The agency said it had been informed by the European Medicines Agency (EMA) that “several countries in Europe have either temporarily paused the use of specific batches of the AstraZeneca vaccine or use of the AstraZeneca vaccine altogether as a precautionary measure, pending the outcome of the EMA’s investigation,” in an emailed statement to Global News on Sunday.
However, Health Canada noted “none of the identified batches under investigation have been shipped to Canada.”
“To date, no adverse events related to the AstraZeneca COVID-19 vaccine, or the version manufactured by the Serum Institute of India, have been reported to Health Canada or the Public Health Agency of Canada,” they said.
“A careful review of all available safety data of more than 17 million people vaccinated in the European Union and UK with COVID-19 Vaccine AstraZeneca has shown no evidence of an increased risk of pulmonary embolism, deep vein thrombosis or thrombocytopenia, in any defined age group, gender, batch or in any particular country,” the statement said.
AstraZeneca’s comments echoed that of Health Canada, who told Global News that it would continue to move forward with administering the vaccine despite the suspensions. The agency said the benefits of the vaccine “continue to outweigh the risks” and that it still “meets Canada’s stringent safety, efficacy and quality requirements.”
Ireland, Denmark, Norway, Iceland and other European countries have temporarily suspended the shot after reports some recipients formed blood clots after vaccination.
Ireland’s deputy chief medical officer said Sunday the country had recommended the suspension of the vaccine’s rollout “out of an abundance of caution” pending further investigation. Similarly, Denmark’s decision to suspend the vaccine on Thursday was based on a “precautionary principle.”
One person who developed a blood clot after vaccination died 10 days later, though health officials there said there is currently no evidence the vaccine was responsible.
Authorities suspect the issues stem from a particular batch of the shot manufactured in Europe.
Earlier, AstraZeneca said there were no confirmed issues related to quality of any of its COVID-19 vaccine batches used across Europe and rest of the world.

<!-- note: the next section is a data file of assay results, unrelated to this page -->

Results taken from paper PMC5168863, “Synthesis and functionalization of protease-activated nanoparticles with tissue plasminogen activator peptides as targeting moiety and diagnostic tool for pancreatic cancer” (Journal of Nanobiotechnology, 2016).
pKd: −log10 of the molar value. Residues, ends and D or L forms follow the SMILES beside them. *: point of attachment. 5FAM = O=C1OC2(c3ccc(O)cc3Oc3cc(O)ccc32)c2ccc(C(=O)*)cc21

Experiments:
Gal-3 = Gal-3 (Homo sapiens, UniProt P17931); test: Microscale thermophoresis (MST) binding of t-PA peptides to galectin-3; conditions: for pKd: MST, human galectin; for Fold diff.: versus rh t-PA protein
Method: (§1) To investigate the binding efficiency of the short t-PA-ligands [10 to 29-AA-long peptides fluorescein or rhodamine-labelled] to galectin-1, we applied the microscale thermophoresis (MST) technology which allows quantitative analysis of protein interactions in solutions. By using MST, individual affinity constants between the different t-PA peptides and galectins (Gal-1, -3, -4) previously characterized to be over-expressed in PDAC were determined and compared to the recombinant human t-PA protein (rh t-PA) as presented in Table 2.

Just days before the suspensions, Austria announced it would stop using a batch of AstraZeneca’s vaccine after one person died and another was hospitalized. Denmark officials said the woman who died several days after vaccination was given a shot from the same batch used in Austria.
Canada’s initial 500,000 doses of the shot have been manufactured by the Serum Institute in India. In total, two million will come through that agreement. A further 20 million doses already secured with AstraZeneca will start to arrive in the spring.
Canadian experts welcomed the investigation, saying any adverse reaction to vaccines warrants a review, but suggest the suspensions may be “premature” since there’s nothing definitively linking the vaccine and blood clots.
“There have been millions and millions of doses of this vaccine administered to date and to date we have not yet heard about any signal of this happening,” Isaac Bogoch, an infectious disease expert based out of Toronto General Hospital, told Global News on Thursday.
Dr. Supriya Sharma, Health Canada’s chief medical adviser, also backed the AstraZeneca vaccine on Friday, saying there is no scientific explanation to suggest a link between the vaccine and blood clots so far.
“There’s not a good biological explanation about why a vaccine of this type, injected into a muscle, would cause that kind of adverse event,” said Sharma, in an interview with The Canadian Press.
She added Health Canada has a “really low threshold” for adverse events that could trigger a pause in a vaccine’s use, but that the agency would pause without hesitation if an adverse event met its requirements.
But the reports from Denmark add yet another layer of complexity to a vaccine already embroiled in contention.
The shot has been given different guidelines for use in different countries and jurisdictions. Health Canada has approved the vaccine for people over 18, but the National Advisory Committee on Immunization has recommended the shot not be given to people over the age of 65.
Experts acknowledge more precise data is needed to smooth things out, but stress that the conflicting guidelines don’t mean the shot is unsafe for seniors, nor should it diminish its clear benefits.
“These are our fathers, brothers, sisters, mothers,” said Sharma. “We want to make sure that we’re doing the best for all of them as well.”
— With files from Global News’ Hannah Jackson, the Canadian Press, the Associated Press and Reuters